Osmolality is the primary determinant of water movement across the intact blood–brain barrier (BBB), and we can predict that reducing serum osmolality would increase cerebral oedema and intracranial pressure. Brain injury affects the integrity of the BBB to varying degrees. With a complete breakdown of the BBB, there will be no osmotic/oncotic gradient, and water accumulates (brain oedema) consequentially to the pathological process. In regions with very moderate BBB injury, the oncotic gradient may be effective. Finally, osmotherapy is effective in brain areas with normal BBB; hypertonic solutions (mannitol, hypertonic saline) dehydrate normal brain tissue, with a decrease in cerebral volume and intracranial pressure. In patients with brain pathology, volume depletion and/or hypotension greatly increase morbidity and mortality. In addition to management of intravascular volume, fluid therapy must often be modified for water and electrolyte (mainly sodium) disturbances. These are common in patients with neurological disease and need to be adequately treated.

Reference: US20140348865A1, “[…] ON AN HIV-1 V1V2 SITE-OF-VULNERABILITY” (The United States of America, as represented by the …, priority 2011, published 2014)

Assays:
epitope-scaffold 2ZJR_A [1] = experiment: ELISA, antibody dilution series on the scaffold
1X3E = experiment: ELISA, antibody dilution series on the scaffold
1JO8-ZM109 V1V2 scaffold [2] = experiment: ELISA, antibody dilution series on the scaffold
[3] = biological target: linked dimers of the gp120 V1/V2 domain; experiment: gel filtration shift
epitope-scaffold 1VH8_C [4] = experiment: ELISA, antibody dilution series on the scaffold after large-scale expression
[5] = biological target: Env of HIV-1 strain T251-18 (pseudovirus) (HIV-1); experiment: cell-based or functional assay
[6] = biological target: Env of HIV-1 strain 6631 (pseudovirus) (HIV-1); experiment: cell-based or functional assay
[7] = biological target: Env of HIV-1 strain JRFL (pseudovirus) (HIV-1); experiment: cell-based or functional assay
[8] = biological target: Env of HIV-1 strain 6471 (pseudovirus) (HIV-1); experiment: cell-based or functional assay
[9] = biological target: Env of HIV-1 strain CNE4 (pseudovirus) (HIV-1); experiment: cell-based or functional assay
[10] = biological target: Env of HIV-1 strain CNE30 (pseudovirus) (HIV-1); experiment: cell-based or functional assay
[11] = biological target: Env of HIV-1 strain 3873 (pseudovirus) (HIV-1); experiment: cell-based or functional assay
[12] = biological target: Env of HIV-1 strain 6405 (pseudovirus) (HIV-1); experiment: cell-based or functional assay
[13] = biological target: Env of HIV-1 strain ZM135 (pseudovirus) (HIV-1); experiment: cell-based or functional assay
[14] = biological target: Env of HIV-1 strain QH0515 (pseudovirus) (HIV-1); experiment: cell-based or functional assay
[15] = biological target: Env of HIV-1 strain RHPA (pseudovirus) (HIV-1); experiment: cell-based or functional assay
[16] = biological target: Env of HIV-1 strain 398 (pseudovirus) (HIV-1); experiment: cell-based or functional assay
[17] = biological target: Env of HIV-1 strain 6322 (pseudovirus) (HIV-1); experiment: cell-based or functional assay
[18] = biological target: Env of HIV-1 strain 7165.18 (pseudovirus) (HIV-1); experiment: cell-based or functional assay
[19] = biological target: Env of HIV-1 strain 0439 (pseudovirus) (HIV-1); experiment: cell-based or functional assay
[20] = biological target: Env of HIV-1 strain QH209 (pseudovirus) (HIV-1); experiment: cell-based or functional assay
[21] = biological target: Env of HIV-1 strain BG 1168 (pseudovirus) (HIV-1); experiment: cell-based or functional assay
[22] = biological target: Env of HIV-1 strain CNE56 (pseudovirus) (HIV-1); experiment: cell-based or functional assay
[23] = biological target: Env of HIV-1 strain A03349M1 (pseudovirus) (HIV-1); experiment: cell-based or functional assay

|Titolo:||Volume and electrolyte management|
|Autori interni:||TOMMASINO, CONCEZIONE (Primo)|
|Settore Scientifico Disciplinare:||Settore MED/41 - Anestesiologia|
|Data di pubblicazione:||2007|
|Appare nelle tipologie:||01 - Articolo su periodico|